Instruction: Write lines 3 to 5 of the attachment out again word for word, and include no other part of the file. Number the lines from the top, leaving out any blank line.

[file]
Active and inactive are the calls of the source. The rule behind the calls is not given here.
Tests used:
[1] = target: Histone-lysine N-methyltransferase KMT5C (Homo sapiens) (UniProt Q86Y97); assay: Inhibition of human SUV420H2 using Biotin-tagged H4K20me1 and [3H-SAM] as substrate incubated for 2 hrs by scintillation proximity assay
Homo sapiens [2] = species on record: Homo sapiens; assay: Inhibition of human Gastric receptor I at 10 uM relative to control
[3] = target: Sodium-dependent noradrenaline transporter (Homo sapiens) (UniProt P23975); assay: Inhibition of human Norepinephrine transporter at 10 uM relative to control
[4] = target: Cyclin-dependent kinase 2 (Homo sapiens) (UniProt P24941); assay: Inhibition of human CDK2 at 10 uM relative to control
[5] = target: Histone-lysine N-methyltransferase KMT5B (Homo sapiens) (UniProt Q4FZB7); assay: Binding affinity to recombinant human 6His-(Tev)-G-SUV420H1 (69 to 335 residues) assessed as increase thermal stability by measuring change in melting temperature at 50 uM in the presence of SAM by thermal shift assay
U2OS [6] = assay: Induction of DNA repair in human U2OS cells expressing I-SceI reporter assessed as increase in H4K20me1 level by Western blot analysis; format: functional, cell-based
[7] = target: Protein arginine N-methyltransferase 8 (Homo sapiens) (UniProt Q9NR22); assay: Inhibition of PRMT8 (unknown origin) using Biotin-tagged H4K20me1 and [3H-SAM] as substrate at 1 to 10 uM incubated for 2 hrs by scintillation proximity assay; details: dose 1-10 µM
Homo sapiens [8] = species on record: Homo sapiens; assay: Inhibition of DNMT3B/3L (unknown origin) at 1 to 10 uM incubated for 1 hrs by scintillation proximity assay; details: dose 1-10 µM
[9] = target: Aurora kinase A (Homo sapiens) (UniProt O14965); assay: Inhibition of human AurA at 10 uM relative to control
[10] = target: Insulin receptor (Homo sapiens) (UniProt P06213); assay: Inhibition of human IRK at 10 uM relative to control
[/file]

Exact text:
[1] = target: Histone-lysine N-methyltransferase KMT5C (Homo sapiens) (UniProt Q86Y97); assay: Inhibition of human SUV420H2 using Biotin-tagged H4K20me1 and [3H-SAM] as substrate incubated for 2 hrs by scintillation proximity assay
Homo sapiens [2] = species on record: Homo sapiens; assay: Inhibition of human Gastric receptor I at 10 uM relative to control
[3] = target: Sodium-dependent noradrenaline transporter (Homo sapiens) (UniProt P23975); assay: Inhibition of human Norepinephrine transporter at 10 uM relative to control